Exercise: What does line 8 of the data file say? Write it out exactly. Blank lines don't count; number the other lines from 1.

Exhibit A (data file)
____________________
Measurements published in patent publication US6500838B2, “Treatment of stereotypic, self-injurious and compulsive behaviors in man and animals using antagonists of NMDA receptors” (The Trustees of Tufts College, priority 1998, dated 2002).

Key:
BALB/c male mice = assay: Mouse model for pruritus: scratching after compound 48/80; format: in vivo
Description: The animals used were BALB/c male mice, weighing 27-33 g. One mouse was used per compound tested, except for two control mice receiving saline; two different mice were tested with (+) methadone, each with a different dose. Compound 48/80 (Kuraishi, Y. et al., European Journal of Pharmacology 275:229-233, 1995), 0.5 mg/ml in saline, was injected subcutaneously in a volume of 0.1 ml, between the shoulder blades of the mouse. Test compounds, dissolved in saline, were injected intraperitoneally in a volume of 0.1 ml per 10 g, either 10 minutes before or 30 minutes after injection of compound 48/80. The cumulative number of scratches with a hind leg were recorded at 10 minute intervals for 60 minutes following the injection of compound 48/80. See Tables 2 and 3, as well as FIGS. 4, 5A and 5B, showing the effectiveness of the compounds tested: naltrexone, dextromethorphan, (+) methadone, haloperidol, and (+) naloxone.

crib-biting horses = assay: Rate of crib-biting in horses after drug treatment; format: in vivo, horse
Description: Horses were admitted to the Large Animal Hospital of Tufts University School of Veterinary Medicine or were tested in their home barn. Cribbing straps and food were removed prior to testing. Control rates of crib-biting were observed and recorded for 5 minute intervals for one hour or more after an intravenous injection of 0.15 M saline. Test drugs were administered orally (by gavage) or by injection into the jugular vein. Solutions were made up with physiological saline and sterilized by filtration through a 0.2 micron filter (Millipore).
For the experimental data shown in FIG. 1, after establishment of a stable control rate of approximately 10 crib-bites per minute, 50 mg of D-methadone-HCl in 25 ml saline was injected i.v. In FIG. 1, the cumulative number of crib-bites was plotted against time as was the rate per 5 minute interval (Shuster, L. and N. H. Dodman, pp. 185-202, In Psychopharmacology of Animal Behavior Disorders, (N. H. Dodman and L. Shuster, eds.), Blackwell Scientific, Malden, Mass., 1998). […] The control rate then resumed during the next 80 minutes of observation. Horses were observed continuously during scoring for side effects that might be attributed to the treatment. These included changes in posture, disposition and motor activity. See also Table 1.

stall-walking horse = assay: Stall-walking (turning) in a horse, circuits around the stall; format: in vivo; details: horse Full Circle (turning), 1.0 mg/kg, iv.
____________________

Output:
stall-walking horse = assay: Stall-walking (turning) in a horse, circuits around the stall; format: in vivo; details: horse Full Circle (turning), 1.0 mg/kg, iv.